One of the aspects of Baptism of the Lord is that it is the beginning of the first cycle of Ordinary time in the Liturgical year. Personally, I always held a little bit of frustration with the title because it just did not seem special, and in a way, everything in church should be special. But the world as it sits within the liturgical year becomes a pointer to the way a service is structured.
In a typical Sunday morning service, our worship is made up of two things, Ordinary elements, the things that don't change like the Lord’s Prayer and the Passing of the Peace, and the Proper elements, the things that do change like the prayers and sermons. The balance between the predictable, ordinary, and the changing, proper, elements is a spiritual practice that will both feed and challenge individuals.
I remember a few years back when we had left out the Lord’s prayer during a communion service, to this day that was the most complained about thing I ever did in worship. After worship one by one over a dozen people came up to me to let me know how much they missed reciting it. One person summed it up when he said that as a new Christian it was his ‘Rosetta Stone’ to help him understand the message and the rest of the service. This was a clear witness as to how the ordinary elements help us to understand the proper ones.
In the same way, the liturgical year is made up of many seasons but two types of services (no, not contemporary and traditional, that refers to style); you guessed it, ordinary and proper. In our tradition, every Sunday is meant to be a celebration. Unlike some traditions that place a big emphasis on individual repentance or spirituality, and others that are calling for pious acts and solemnity, we see worship as a celebration; yes, some may say that we even see it as a party to celebrate our lives with Christ!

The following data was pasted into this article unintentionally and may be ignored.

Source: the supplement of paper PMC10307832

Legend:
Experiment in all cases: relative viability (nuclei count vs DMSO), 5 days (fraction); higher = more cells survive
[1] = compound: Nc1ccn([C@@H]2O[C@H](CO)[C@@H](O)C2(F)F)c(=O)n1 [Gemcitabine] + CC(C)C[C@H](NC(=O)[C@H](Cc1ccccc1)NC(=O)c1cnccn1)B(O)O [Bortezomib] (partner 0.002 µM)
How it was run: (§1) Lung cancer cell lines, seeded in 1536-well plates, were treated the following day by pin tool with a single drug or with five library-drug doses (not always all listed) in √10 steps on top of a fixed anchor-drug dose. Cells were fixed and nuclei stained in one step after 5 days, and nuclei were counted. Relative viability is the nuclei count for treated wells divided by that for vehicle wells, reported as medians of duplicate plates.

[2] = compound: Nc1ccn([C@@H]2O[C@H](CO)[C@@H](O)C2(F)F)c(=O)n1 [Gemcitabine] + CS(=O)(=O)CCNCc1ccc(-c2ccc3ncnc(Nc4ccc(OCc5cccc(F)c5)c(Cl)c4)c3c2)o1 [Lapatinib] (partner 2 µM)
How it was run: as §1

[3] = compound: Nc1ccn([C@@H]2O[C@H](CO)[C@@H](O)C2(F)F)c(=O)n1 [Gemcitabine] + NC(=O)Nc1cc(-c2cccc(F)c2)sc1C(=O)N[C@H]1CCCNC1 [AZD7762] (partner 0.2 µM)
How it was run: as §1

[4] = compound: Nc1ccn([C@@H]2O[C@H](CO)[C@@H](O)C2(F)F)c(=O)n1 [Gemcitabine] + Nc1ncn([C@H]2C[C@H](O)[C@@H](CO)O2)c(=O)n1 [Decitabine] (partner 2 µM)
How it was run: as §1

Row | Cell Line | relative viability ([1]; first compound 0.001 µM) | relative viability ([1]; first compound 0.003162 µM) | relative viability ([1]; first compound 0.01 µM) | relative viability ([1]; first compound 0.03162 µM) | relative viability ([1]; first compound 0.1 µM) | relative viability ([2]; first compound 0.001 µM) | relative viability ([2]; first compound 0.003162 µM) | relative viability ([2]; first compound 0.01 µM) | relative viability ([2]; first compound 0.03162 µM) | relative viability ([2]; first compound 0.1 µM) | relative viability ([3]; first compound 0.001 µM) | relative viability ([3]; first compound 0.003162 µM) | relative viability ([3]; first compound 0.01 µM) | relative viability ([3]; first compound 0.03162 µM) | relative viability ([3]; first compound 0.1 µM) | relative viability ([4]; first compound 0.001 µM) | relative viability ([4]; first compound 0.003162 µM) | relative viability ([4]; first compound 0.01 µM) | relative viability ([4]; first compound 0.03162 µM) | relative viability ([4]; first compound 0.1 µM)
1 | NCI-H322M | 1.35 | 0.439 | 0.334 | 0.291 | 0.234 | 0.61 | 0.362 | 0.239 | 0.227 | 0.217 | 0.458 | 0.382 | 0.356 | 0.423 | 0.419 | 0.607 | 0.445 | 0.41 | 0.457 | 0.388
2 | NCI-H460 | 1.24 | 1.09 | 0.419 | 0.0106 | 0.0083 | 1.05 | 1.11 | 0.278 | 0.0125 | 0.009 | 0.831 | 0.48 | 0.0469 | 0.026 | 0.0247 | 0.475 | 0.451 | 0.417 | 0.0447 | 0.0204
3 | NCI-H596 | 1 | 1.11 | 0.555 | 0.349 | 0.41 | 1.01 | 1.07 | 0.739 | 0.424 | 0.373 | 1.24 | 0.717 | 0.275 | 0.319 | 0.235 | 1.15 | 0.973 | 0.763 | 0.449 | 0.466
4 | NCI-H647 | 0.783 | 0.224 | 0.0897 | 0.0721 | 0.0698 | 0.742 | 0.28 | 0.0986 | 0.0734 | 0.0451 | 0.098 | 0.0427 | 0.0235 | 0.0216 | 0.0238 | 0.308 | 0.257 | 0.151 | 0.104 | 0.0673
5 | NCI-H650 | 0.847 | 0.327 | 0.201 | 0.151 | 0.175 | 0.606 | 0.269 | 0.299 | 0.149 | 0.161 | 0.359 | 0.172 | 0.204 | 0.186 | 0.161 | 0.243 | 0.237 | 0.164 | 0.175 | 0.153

The Proper seasons focus us on specific aspects of our faith. For instance Lent and Advent call us to look inwardly asking how we might prepare our hearts and the Easter season, which calls us to ask how we are living out our salvation. The Ordinary seasons (between Epiphany and Lent and again between Pentecost and Advent) have no specific focus. While there are “holy days” (Baptism of the Lord and Transfiguration in the winter and Pentecost and Christ the King in the summer) every Sunday of ordinary time should focus on themes and connections found in all of the proper times. In other words, Ordinary time should help us to see the full picture of God, which will help when we focus into the proper seasons.
Like the man who spoke of the Lord’s Prayer being his Rosetta Stone, Ordinary time services fill in the pieces that are needed when we focus on the special service. Think of it this way: if you only came in the Proper times of Christmas or Easter you would understand God very differently than you do when you come year round. So, yes, this time of year is Ordinary, but when it comes to our faith it is anything but ordinary, it is an important time to focus on hearing and seeing the whole picture of God and to grow so that the Proper times are even that much more meaningful.
Rev. Dr. Bryan James Franzen